building-behind-busstop

The beauty of turning around is that it changes your perspective. Sometimes it even shows you the forest for the trees—or in this case, the neighborhood for the buildings.

So how do you turn around, metaphorically speaking? Here are some straightforward and a couple less obvious methods:

  • Try the other person’s perspective on for size. You may not end up agreeing with it, but you’ll understand it better, and this process frequently provides insight into design challenges. You UX people are used to this one. 
  • Are you looking from the outside in, or UI first? Try flipping it. Do the mental exercise of imagining your web application from the back end out – network to content buckets to databases to identifying the right content to surfacing, navigating, and consuming it. Getting a better understanding of the building blocks will let you do more with your Lego.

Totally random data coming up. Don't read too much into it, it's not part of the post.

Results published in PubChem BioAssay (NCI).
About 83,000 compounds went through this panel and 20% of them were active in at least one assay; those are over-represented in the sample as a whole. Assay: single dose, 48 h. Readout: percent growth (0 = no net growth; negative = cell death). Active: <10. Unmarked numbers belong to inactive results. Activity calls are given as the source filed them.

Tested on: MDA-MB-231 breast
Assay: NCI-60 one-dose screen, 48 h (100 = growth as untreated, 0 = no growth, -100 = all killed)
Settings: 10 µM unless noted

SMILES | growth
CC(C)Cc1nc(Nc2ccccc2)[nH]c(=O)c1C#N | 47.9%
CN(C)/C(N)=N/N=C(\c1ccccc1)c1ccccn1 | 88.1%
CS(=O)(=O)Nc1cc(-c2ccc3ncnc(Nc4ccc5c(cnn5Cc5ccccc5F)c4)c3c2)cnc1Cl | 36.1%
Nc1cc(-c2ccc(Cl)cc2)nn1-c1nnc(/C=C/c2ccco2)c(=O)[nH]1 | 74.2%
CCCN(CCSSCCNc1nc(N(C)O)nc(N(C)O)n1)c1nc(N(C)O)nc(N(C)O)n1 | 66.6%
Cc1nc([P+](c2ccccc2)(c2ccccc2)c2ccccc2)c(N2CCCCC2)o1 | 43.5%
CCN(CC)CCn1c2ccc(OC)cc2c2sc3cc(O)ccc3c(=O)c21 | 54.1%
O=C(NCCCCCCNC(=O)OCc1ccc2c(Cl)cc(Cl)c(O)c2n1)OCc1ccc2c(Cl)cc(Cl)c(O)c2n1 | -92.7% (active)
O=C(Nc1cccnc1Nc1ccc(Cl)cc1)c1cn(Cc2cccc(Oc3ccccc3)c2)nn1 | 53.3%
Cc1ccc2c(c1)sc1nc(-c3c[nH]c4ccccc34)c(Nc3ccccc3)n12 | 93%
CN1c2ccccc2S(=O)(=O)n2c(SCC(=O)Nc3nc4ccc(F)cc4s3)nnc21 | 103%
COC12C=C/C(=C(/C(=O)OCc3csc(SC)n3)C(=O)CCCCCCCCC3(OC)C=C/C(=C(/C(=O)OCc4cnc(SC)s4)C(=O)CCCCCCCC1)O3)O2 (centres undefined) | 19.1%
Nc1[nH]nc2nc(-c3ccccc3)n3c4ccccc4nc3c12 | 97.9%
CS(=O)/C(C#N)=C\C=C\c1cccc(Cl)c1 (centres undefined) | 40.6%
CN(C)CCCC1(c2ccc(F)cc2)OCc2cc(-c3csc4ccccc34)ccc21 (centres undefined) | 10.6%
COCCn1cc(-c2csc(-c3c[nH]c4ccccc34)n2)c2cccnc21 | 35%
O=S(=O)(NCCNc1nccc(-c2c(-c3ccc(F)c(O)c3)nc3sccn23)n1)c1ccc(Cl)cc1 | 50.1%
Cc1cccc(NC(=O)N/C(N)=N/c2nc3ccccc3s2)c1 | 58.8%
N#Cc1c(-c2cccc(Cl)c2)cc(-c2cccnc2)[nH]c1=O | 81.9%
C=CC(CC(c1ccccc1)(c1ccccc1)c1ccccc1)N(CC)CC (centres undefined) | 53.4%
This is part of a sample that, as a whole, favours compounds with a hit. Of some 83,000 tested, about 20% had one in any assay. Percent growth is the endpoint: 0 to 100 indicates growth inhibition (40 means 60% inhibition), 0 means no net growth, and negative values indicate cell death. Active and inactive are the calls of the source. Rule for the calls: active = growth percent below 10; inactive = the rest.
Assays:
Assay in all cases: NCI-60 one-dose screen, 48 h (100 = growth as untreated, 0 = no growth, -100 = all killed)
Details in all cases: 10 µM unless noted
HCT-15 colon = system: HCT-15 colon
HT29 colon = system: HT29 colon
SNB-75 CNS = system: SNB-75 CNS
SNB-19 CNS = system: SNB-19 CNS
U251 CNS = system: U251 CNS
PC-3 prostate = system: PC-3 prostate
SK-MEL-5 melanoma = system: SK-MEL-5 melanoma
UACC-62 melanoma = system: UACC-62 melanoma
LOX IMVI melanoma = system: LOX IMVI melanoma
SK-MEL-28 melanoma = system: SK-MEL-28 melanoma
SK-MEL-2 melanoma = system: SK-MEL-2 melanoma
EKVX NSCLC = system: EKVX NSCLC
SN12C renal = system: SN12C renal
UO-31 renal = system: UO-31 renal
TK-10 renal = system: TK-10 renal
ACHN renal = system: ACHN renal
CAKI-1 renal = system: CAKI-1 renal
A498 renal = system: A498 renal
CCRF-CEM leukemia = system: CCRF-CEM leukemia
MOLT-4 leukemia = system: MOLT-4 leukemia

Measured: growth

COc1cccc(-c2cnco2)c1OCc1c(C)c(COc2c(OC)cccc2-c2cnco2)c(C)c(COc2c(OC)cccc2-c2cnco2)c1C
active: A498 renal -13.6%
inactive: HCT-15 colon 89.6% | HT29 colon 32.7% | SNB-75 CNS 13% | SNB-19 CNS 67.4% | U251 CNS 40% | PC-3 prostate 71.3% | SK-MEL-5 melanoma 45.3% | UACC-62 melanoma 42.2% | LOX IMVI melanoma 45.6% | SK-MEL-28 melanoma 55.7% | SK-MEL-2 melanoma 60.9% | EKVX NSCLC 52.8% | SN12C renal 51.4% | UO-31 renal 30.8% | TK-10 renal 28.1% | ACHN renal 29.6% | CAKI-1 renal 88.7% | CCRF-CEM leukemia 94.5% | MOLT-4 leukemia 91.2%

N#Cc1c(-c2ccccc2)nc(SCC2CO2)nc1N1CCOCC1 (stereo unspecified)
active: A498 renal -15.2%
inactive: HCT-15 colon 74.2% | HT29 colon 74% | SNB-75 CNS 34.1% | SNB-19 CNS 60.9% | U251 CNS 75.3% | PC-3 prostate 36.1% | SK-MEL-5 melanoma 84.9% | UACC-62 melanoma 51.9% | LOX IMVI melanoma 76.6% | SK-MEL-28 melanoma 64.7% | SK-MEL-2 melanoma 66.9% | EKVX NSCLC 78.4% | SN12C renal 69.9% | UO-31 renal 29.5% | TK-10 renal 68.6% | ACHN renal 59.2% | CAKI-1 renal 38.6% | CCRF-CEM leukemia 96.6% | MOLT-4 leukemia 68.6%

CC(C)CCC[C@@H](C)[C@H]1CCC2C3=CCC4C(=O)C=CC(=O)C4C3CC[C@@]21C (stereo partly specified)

• Set yourself challenges that push you beyond your normal boundaries to see the point of view inside someone else’s. For example, find a song you like in all the music genres you can think of.
  • Like sitting alone? Join a group. Like groups? Try taking some time away from them.
  • Reverse the flow. (No, not that flow.) Does your taxonomy go from broad to specific? Why not try specific to broad? Or, put everything on the same level and make it flat. The meaningful concepts will float to the top.

Habitual creativity provides concrete, immediately applicable tips for stimulating the creative process, learned and earned over several decades. See where they take you!

Aldrich on educational engagement

Posted by on Jan 29, 2014 in inspiration

Simulations are powerful when students need to be engaged more than they are. Clearly, this is an area in which distributed classrooms have suffered, as death by PowerPoint has not just been refined in many programs but almost weaponized to military specifications.

— Clark Aldrich